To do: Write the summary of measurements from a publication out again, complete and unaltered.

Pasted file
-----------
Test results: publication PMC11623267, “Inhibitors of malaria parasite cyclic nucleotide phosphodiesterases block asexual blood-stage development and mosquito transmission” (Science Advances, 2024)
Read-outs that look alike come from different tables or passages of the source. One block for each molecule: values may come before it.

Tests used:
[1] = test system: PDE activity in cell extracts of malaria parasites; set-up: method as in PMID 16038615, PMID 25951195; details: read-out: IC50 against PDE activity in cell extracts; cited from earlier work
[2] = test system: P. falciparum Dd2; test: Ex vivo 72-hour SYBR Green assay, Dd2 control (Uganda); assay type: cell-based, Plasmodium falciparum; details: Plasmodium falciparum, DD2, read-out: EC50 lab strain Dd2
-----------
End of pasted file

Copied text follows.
Test results: publication PMC11623267, “Inhibitors of malaria parasite cyclic nucleotide phosphodiesterases block asexual blood-stage development and mosquito transmission” (Science Advances, 2024)
Read-outs that look alike come from different tables or passages of the source. One block for each molecule: values may come before it.

Tests used:
[1] = test system: PDE activity in cell extracts of malaria parasites; set-up: method as in PMID 16038615, PMID 25951195; details: read-out: IC50 against PDE activity in cell extracts; cited from earlier work
[2] = test system: P. falciparum Dd2; test: Ex vivo 72-hour SYBR Green assay, Dd2 control (Uganda); assay type: cell-based, Plasmodium falciparum; details: Plasmodium falciparum, DD2, read-out: EC50 lab strain Dd2